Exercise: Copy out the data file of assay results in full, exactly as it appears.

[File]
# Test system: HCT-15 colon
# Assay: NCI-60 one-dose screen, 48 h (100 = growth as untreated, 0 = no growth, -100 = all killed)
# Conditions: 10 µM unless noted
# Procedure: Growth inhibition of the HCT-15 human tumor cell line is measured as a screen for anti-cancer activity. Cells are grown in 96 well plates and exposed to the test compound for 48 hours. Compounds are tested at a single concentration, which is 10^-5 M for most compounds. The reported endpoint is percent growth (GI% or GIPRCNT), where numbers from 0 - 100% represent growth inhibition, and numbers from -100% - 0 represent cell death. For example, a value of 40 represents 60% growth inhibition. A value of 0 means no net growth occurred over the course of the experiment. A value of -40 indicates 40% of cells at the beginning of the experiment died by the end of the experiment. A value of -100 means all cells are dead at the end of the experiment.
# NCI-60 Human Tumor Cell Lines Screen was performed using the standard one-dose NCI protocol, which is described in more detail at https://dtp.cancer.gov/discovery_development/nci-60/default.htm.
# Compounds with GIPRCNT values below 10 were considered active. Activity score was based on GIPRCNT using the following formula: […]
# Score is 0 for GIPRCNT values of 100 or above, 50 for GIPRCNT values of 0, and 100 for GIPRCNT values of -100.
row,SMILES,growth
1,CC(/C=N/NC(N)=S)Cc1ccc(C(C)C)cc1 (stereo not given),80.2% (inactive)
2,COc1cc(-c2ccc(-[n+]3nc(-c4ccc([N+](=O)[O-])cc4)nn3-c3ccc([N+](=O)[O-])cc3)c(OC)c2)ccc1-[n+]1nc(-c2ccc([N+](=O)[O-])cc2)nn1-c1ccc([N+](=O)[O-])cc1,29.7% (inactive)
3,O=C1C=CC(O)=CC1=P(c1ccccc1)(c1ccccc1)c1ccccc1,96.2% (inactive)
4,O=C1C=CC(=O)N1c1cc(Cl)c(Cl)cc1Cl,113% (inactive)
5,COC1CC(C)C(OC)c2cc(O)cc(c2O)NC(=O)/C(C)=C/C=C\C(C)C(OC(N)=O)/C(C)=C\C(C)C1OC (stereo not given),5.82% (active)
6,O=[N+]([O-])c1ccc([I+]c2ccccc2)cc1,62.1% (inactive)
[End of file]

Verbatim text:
# Test system: HCT-15 colon
# Assay: NCI-60 one-dose screen, 48 h (100 = growth as untreated, 0 = no growth, -100 = all killed)
# Conditions: 10 µM unless noted
# Procedure: Growth inhibition of the HCT-15 human tumor cell line is measured as a screen for anti-cancer activity. Cells are grown in 96 well plates and exposed to the test compound for 48 hours. Compounds are tested at a single concentration, which is 10^-5 M for most compounds. The reported endpoint is percent growth (GI% or GIPRCNT), where numbers from 0 - 100% represent growth inhibition, and numbers from -100% - 0 represent cell death. For example, a value of 40 represents 60% growth inhibition. A value of 0 means no net growth occurred over the course of the experiment. A value of -40 indicates 40% of cells at the beginning of the experiment died by the end of the experiment. A value of -100 means all cells are dead at the end of the experiment.
# NCI-60 Human Tumor Cell Lines Screen was performed using the standard one-dose NCI protocol, which is described in more detail at https://dtp.cancer.gov/discovery_development/nci-60/default.htm.
# Compounds with GIPRCNT values below 10 were considered active. Activity score was based on GIPRCNT using the following formula: […]
# Score is 0 for GIPRCNT values of 100 or above, 50 for GIPRCNT values of 0, and 100 for GIPRCNT values of -100.
row,SMILES,growth
1,CC(/C=N/NC(N)=S)Cc1ccc(C(C)C)cc1 (stereo not given),80.2% (inactive)
2,COc1cc(-c2ccc(-[n+]3nc(-c4ccc([N+](=O)[O-])cc4)nn3-c3ccc([N+](=O)[O-])cc3)c(OC)c2)ccc1-[n+]1nc(-c2ccc([N+](=O)[O-])cc2)nn1-c1ccc([N+](=O)[O-])cc1,29.7% (inactive)
3,O=C1C=CC(O)=CC1=P(c1ccccc1)(c1ccccc1)c1ccccc1,96.2% (inactive)
4,O=C1C=CC(=O)N1c1cc(Cl)c(Cl)cc1Cl,113% (inactive)
5,COC1CC(C)C(OC)c2cc(O)cc(c2O)NC(=O)/C(C)=C/C=C\C(C)C(OC(N)=O)/C(C)=C\C(C)C1OC (stereo not given),5.82% (active)
6,O=[N+]([O-])c1ccc([I+]c2ccccc2)cc1,62.1% (inactive)